The implementation of energy saving policies and their influence on energy use and cultural values in the housing stock of Sweden
Paper in proceeding, 2020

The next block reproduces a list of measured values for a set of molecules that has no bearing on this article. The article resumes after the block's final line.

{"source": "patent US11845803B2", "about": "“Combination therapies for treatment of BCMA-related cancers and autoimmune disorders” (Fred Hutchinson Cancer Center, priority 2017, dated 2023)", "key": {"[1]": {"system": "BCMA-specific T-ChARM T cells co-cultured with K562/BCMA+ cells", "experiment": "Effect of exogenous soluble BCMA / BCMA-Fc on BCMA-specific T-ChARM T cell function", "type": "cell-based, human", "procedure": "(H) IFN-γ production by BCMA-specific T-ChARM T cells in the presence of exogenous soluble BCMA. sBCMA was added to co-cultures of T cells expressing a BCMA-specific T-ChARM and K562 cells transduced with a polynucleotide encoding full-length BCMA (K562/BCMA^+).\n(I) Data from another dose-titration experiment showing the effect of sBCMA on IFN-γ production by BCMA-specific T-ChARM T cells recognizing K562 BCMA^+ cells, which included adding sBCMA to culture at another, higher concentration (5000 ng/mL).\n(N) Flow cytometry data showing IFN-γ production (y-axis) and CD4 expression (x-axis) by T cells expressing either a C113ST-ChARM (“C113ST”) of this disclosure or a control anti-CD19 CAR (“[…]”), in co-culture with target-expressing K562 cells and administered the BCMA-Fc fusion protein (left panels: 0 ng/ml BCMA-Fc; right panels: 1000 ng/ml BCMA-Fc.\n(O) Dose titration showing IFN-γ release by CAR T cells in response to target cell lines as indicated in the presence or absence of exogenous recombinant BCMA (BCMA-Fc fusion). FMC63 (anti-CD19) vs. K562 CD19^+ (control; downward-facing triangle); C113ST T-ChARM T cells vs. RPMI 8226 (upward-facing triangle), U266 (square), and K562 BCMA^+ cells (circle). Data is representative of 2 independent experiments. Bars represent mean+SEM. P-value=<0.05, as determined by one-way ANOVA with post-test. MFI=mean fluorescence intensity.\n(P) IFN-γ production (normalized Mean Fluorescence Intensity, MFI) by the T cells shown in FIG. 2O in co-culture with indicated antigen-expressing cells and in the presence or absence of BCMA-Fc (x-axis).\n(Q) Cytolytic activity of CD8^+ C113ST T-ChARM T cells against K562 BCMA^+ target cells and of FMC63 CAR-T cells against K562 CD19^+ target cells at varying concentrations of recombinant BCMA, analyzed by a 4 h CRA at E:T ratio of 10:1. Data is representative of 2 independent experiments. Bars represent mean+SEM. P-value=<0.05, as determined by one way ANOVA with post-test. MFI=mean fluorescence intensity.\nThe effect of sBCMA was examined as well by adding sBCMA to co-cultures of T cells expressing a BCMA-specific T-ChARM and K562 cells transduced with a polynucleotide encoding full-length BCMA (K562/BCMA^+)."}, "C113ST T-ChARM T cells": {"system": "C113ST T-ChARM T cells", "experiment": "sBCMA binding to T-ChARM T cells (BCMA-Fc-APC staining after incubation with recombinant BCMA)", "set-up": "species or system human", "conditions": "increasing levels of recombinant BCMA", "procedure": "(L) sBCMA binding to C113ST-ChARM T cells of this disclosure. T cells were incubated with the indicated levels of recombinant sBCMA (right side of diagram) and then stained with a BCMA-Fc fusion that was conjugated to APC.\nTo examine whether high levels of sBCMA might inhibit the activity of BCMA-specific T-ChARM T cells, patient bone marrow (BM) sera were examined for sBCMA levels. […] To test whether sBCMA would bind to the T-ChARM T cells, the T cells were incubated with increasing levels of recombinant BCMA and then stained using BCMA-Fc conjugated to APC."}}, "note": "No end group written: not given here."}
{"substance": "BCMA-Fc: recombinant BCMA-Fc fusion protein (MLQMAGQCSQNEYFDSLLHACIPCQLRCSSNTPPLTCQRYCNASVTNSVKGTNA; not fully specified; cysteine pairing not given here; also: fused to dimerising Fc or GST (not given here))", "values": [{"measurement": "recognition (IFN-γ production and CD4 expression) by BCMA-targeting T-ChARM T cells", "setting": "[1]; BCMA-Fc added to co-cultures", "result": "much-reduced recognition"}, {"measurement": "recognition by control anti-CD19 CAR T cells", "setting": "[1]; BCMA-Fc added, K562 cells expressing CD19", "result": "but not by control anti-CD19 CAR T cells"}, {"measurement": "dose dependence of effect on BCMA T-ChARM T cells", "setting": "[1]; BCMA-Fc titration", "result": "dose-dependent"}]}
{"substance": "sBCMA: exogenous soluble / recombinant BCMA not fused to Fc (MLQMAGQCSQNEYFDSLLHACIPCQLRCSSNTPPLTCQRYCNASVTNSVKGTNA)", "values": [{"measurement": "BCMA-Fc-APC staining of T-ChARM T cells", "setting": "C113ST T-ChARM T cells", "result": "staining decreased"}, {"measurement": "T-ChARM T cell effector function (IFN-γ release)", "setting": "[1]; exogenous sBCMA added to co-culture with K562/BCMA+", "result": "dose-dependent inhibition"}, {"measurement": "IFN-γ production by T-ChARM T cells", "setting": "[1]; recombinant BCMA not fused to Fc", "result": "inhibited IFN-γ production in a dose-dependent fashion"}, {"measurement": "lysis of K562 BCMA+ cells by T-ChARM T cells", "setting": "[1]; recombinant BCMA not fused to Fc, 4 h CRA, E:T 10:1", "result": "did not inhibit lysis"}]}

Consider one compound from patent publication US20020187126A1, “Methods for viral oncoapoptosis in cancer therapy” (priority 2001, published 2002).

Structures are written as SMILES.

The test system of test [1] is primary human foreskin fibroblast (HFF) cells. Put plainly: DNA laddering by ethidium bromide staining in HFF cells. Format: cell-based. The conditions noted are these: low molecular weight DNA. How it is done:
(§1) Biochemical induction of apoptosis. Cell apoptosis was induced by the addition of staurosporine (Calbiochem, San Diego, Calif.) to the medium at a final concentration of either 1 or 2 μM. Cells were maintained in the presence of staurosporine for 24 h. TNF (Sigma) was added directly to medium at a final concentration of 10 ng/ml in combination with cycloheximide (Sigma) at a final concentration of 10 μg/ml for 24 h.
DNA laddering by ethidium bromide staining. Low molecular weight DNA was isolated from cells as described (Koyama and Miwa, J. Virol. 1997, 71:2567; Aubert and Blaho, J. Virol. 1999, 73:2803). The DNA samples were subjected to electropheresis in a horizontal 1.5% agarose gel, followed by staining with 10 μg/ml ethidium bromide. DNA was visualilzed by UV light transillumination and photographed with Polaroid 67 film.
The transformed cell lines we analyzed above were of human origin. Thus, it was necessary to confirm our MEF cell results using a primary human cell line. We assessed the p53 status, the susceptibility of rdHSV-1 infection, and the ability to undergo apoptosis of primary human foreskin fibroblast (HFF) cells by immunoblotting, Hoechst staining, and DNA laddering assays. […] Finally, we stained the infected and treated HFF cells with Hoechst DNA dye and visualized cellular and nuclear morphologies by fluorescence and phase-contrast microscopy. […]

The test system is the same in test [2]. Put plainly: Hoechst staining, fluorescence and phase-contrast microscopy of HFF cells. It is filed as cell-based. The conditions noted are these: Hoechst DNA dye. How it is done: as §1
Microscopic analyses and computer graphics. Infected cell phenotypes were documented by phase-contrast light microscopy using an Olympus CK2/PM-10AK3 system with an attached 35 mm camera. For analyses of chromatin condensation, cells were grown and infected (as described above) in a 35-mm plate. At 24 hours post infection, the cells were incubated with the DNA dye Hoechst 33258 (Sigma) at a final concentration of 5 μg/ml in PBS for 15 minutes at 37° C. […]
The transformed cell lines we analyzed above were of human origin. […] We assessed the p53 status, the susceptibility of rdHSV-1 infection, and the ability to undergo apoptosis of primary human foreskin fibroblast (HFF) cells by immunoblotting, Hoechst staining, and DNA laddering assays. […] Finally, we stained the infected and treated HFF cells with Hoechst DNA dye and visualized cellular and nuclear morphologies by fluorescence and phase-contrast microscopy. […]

Introduction: The overall objective is to understand how policies may be used to increase the potential for saving energy while simultaneously preserving cultural values in the housing stock. The project contributes to SDGs 11, 17, 5, 8 and 10. Methods: The paper summarises and discusses findings in previous research and projects led by the authors. Finally the design of a new project launched in 2020 is presented. The purpose of Energy efficiency and cultural values. How well do the policies function on the local level? is to give valuable knowledge on how the building process, advice on energy use and renovation strategies work together in Swedish municipalities. Results: Since the 1970s there has been a conflict between the preservation of architectural heritage and decreasing energy use in the Swedish housing stock. The first policy programme focussing energy saving was launched after the first global energy crisis in 1973. Since then there have been different policies addressing the issue of energy use in housing. The knowledge of how to carefully renovate existing buildings has increased, but the incentives for cutting energy use further has diminished among property managers. As a consequence, there is very little renovation aiming at energy efficiency, which challenges the national goals of lessening the impact on climate change. One problem may be an incoherent and inefficient implementation of policies dealing with the preservation and the energy use of the built environment. Conclusions: The antagonism between energy efficiency and cultural heritage that emerged in the 1970s has changed in character. Above all, increased energy efficiency seems not to be a very strong force when designing renovation projects in homes. If Agenda 2030 goals of accomplishing a well-built environment that does not require unsustainable practices to be sustained are to be reached, new policies will be required. Grant support: The research has been supported by the Swedish Energy Agency (grant #50041-1).